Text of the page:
USS Aaron Ward (DM-34): Damage amidships received during kamikaze attacks off Okinawa on 3 May 1945. View looks down and aft from Aaron Ward's foremast, with her greatly distorted forward smokestack in the lower center. Photographed while the ship was in the Kerama Retto on 5 May 1945. A mine is visible at left,on the ship's starboard mine rails (80-G-330107).
As Little was sinking, and after the kamikaze and bomb hit on Aaron Ward, circling Japanese aircraft did not press home further attacks for about 20 minutes, turning away each time they were fired on by the burning Aaron Ward. Steering control was shifted to after steering, which brought her out of her circle, but steering was still erratic. Finally, as it appeared Aaron Ward was not going to quickly sink, just after 1900 another Japanese aircraft (number four) commenced an attack run. Aaron Ward opened fire at 8,000 yards and downed the plane at 2,000 yards (third aircraft shot down). At about the same time, another aircraft (number five) attacked, but exploded and disintegrated after a direct hit by Aaron Ward’'s gunners (fourth aircraft shot down).
Minutes after the third and fourth kamikaze were shot down, two more Vals (numbers six and seven) attacked from the port bow while being chased by American fighters. One was shot down by either the fighters or anti-aircraft fire (fifth plane shot down), but the other made it through the gauntlet despite being hit. Making a steep dive directly at Aaron Ward’s bridge, the plane was hit or buffeted enough by the heavy anti-aircraft fire that it veered at the last second. It missed the bridge, crossing above the signal bridge, carrying away antennas and halyards, before it smashed into the top of the forward stack and then bouncing overboard just to starboard (kamikaze hit number two). Fortunately, this hit also did relatively little damage.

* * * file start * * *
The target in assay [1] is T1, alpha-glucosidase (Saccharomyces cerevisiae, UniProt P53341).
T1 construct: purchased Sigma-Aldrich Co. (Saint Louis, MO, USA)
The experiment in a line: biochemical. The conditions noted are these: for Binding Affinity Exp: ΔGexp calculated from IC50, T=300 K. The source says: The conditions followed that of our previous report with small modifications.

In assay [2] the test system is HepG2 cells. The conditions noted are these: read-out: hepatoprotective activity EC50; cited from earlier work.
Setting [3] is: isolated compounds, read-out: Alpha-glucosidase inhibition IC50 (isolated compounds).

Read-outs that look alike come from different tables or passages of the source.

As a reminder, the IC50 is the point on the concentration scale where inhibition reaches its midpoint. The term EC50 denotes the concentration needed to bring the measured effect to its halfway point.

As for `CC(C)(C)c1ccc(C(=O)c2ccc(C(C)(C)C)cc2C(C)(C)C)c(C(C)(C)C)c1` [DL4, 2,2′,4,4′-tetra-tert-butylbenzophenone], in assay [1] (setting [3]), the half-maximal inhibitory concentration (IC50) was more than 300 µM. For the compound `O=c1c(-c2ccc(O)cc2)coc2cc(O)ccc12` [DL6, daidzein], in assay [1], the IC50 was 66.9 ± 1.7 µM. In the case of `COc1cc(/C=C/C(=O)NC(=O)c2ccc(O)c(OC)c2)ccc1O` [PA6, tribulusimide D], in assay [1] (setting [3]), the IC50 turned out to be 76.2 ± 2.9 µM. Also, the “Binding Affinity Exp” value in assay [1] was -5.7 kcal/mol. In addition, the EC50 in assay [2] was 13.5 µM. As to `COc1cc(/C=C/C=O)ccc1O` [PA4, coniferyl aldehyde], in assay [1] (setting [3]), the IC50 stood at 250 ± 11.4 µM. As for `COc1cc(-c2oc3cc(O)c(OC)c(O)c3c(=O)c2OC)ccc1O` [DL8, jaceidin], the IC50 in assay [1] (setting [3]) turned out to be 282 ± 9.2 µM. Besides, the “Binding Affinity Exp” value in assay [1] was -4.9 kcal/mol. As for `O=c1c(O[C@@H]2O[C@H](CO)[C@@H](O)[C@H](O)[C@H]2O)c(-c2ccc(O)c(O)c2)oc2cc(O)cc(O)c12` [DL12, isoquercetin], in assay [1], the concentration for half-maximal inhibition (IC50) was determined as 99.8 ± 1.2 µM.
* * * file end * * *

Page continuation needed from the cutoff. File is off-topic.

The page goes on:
At 1913, shortly after the glancing blow by the seventh kamikaze, another aircraft (number eight) attacked from forward of the port beam. The plane was hit at 2,000 yards and caught fire, but kept on coming and dropped a bomb just before it crashed into the main deck amidships. The bomb hit the water and exploded a few feet beyond the ship on the starboard side. It sprayed the topsides with fragments and blew a large hole in the hull plating near the forward fireroom, flooding the forward fireroom and causing Aaron Ward to lose all power and headway (kamikaze hit number three, first damaging bomb near miss). Aaron Ward was now a sitting duck and only her remaining gunners operating in manual local control could buy enough time for her repair parties to stem the flooding and put out the fires.
The gunners wouldn’t have much of a chance as only four seconds later, a Zeke (number nine) made an unobserved approach through the clouds and smoke of Aaron Ward’s fires. It crashed into the deckhouse near the aft starboard 40-mm mount (mount 43), igniting an even bigger gasoline fire that killed many of the crew who were fighting the fires as well as gunners (kamikaze hit number four). Fortunately, this plane did not appear to be carrying a bomb. Aaron Ward went dead in the water with the only power being supplied by the forward emergency diesel generator.